Sunday, October 10, 2021

West Coast Travels: Day 7 - Canyons and Views

We are nearing the end of this vacation but it isn’t quite over yet. With our first full day in Vancouver we decided to visit some sights just outside of downtown. This was also our last day with the car so we made sure to take advantage of it. To start we headed off to Lynn Canyon Park. Lynn Canyon in North Vancouver has been open to the public since 1912 and features a stunning suspension bridge towering 50m over the canyon. Lynn Canyon Park has grown to over 627 acres over the years and contains many trails to explore amongst the 80 to 100 year old trees. After an hour of exploring we were off to Cypress Mountain. On the way up this mountain road is a stunning view of downtown Vancouver. We stopped here to enjoy the view as well as eat some lunch.

With our stomachs full we were back in the car to work our way closer to the airport in order to return the car. Where to next? How about under the Cambie St. Bridge? Why would anyone want to see the underside of a bridge? Well it just so happens that an augmented reality artistic installation has been added under the Cambie St. Bridge called Voxel Bridge  The underside of the south end of Vancouver’s Cambie Bridge has been transformed by artist Jessica Angel into a 19,000 square feet public art installation that comes to life as the biggest blockchain-based augmented reality experience of its kind. At first glance, the artwork takes the form of a massive two-dimensional vinyl mural that wraps the pedestrian walkway, supporting columns, and underside of the bridge, providing an immersive experience reminiscent of a computer circuit board slightly askew.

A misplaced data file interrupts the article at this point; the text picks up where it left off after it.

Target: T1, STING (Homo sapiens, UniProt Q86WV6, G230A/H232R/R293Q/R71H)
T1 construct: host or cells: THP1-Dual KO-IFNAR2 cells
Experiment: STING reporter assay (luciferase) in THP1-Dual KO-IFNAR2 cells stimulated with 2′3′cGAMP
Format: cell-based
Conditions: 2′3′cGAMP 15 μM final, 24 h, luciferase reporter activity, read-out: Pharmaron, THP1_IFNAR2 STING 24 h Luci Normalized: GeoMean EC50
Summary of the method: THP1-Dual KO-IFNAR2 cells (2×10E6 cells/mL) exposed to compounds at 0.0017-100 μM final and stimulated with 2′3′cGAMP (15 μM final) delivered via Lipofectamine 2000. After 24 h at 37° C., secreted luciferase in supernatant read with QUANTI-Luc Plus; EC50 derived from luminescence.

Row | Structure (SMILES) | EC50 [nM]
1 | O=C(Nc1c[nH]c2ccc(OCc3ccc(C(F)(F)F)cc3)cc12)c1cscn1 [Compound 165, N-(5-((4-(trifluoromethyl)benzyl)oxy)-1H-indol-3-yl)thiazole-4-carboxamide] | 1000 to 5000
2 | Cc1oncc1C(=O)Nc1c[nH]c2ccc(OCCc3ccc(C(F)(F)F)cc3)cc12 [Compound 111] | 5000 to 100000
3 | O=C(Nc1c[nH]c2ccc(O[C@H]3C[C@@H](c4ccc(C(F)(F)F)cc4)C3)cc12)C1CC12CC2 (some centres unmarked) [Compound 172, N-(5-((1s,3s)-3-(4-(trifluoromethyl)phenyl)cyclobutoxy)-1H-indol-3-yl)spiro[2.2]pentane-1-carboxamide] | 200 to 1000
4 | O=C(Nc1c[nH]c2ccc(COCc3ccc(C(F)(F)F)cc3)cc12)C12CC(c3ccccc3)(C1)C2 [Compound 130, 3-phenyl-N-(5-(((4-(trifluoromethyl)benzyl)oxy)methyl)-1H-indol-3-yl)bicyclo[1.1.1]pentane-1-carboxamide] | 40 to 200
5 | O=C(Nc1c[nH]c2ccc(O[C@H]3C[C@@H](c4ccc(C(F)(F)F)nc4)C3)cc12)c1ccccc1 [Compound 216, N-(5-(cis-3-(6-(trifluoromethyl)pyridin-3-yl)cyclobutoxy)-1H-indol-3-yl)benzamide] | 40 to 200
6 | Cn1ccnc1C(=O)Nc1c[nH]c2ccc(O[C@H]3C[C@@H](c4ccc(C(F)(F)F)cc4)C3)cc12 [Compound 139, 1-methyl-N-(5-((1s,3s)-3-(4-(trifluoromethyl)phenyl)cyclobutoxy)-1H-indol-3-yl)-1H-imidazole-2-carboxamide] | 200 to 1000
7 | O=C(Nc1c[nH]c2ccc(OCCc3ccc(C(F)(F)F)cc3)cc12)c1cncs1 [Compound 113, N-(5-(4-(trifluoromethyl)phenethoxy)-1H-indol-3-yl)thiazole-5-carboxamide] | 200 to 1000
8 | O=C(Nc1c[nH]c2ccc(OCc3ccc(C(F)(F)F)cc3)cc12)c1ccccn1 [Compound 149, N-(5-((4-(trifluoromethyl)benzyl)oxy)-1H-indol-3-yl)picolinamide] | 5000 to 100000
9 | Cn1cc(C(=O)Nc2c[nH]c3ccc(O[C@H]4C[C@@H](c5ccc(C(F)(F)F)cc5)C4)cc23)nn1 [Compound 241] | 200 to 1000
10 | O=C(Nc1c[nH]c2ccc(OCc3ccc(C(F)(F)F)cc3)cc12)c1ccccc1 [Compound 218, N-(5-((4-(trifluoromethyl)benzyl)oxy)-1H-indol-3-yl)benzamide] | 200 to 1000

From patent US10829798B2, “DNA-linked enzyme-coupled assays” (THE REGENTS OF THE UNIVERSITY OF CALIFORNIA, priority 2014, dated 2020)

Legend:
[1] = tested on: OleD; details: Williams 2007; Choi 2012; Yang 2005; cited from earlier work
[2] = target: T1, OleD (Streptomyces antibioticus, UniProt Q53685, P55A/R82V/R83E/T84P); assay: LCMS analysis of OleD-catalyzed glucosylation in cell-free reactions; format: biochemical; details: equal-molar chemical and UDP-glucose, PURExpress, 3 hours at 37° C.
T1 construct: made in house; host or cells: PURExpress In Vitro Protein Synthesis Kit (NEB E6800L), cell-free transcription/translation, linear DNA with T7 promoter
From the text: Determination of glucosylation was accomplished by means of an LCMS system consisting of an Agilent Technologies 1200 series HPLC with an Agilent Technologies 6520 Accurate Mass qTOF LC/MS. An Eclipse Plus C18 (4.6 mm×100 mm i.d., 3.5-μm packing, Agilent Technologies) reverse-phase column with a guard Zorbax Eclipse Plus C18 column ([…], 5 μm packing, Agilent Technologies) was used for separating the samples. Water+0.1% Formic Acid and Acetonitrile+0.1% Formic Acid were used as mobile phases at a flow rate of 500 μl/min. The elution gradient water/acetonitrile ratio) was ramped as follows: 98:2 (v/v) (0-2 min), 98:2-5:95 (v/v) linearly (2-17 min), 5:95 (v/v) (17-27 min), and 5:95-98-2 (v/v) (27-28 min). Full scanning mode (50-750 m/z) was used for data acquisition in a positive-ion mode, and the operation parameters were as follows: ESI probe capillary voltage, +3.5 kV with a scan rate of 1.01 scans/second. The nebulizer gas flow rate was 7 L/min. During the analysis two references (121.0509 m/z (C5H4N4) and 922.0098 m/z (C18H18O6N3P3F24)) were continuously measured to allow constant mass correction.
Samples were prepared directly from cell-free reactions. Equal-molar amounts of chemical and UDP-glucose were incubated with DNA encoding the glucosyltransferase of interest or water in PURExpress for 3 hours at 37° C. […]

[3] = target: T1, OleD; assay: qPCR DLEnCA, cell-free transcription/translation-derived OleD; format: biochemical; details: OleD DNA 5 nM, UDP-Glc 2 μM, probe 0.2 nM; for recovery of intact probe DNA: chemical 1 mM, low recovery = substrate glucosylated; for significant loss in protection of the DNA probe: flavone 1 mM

We were getting very close to the airport now but decided one more stop was needed. Just south of the airport in Richmond is Terra Nova park. The expansive park opened in 2014 and includes a play experience unique to the Lower Mainland. It is the result of an extensive and highly successful community planning process, and reflects the agricultural traditions of the area and complements the City’s growing collection of innovative parks. The play environment represents a major departure from other contemporary playgrounds in that most of the features are custom designed and manufactured using British Columbia sourced Yellow Cedar and sustainable design practices.

It was then finally time to return the car and then hop on the Sky Train back to our hotel in order to enjoy a turkey dinner from a nearby restaurant since it was Thanksgiving Sunday.

Our last day in Vancouver is tomorrow. What will we get up to next?

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